Well, right now, ALBERT or variations thereof have the top 5 positions and 9 of the top 10 positions, and all of them perform better than humans. That is dominance. So we've got right here this incredible technology for answering questions.

Well, what does this have to do with content authority? Why in the world would this matter? Well, if you think about a document, any kind of piece of content that we produce, the intention is that we're going to be answering the questions that our customers want answered. So any topic we start with, let's say the topic we started with was data science, well, there are probably a lot of questions people want to know about that topic.

They might want to know: What is a data scientist? How much money do they make? What kind of things do you need to know to be a data scientist? Well, this is where something like ALBERT could come in and be extremely valuable for measuring the authoritativeness of the content. You see, what if one of the measures of the authoritative content is how well that content answers all of the related questions to the topic?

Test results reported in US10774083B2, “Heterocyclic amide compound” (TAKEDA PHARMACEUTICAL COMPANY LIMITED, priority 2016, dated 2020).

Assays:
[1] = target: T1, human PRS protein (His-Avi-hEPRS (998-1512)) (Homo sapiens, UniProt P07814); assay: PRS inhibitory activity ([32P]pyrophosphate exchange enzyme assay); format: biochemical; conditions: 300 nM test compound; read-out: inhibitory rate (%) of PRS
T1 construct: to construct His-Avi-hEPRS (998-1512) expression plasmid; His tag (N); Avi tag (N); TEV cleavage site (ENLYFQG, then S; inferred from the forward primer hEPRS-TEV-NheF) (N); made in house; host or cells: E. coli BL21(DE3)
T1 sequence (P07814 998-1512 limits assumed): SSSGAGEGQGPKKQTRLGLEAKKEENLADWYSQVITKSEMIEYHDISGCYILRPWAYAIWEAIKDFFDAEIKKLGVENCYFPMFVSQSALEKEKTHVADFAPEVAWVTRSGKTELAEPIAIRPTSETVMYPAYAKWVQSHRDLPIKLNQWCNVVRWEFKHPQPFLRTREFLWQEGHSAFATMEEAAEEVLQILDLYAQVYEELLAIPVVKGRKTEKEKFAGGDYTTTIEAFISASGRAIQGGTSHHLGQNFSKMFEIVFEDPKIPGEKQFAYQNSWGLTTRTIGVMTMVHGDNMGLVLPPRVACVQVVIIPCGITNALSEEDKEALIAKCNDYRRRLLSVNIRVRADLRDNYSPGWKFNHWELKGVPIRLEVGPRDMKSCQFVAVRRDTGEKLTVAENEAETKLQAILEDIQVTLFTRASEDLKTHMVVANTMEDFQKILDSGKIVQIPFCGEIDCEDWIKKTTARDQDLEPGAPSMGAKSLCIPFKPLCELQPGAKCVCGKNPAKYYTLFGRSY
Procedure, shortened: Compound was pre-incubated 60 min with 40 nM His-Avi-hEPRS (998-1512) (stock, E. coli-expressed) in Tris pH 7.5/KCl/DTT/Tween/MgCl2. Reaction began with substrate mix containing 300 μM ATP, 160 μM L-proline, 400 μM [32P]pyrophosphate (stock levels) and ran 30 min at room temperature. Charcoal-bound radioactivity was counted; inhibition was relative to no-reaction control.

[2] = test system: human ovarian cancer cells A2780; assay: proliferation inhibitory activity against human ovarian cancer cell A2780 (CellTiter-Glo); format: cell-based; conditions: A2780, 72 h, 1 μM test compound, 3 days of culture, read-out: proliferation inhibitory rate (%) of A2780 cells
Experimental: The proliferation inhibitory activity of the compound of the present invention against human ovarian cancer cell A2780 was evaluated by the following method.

So you could imagine Google looking at all of the pages that rank for data science, and they know the top 10 questions that are asked about it, and then seeing which piece of content answers those 10 questions best. If they were able to do that, that would be a pretty awesome metric for determining how thorough and how significant and valuable and useful and authoritative that content is.

So I think this one, the ALBERT algorithm really has a lot of potential. But let's move on from that. There are all sorts of other things that might have to do with content authority. 

2. Information density

One that I really like is this idea of information density. So a lot of times when we're writing content, especially when we're not familiar with the topic, we end up writing a lot of fluff.

We kind of are just putting words in there to meet the word length that is expected by the contract, even though we know deep down that the number of words on the page really doesn't determine whether or not it's going to rank. So one of the ways that you can get at whether a piece of content is actually valuable or not or at least is providing important information is using natural language programs to extract information.

ReVerb + OpenIE

Well, the probably most popular NLP open source or at least openly available technology started as a project called ReVerb and now has merged into the Open IE project. But essentially, you can give it a piece of content, and it will extract out all of the factual claims made by that content.